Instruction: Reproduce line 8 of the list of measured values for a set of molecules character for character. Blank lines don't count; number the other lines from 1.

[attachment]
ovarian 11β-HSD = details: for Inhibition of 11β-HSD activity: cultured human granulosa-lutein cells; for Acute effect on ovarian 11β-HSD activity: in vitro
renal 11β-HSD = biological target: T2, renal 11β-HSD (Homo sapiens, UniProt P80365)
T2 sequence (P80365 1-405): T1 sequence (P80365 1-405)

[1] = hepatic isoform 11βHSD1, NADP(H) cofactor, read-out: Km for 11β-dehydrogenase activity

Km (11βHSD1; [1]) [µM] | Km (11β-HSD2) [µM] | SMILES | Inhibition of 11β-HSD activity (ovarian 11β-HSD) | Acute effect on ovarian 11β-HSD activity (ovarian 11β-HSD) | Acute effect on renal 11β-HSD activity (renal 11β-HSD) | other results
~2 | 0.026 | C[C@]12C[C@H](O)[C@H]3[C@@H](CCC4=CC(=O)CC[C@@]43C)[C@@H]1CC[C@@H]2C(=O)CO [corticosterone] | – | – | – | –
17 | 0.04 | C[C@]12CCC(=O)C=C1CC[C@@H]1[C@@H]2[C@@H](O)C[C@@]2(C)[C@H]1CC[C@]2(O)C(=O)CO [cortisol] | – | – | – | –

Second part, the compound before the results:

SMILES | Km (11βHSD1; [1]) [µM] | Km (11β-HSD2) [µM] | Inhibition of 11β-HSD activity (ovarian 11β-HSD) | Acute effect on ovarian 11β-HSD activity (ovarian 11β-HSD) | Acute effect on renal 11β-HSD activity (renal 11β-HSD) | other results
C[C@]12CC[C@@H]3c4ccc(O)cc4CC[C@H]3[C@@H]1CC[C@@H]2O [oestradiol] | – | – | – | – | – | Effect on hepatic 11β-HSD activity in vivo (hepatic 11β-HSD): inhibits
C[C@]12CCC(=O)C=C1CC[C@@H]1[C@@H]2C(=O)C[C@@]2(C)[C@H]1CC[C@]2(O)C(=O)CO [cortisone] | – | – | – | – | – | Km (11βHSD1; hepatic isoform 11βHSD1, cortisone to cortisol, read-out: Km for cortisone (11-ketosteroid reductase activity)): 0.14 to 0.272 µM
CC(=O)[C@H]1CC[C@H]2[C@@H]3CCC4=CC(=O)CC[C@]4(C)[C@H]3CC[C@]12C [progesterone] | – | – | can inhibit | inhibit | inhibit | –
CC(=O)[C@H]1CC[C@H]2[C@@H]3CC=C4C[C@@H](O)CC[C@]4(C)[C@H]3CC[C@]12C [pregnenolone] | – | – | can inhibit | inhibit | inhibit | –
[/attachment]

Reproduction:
Second part, the compound before the results: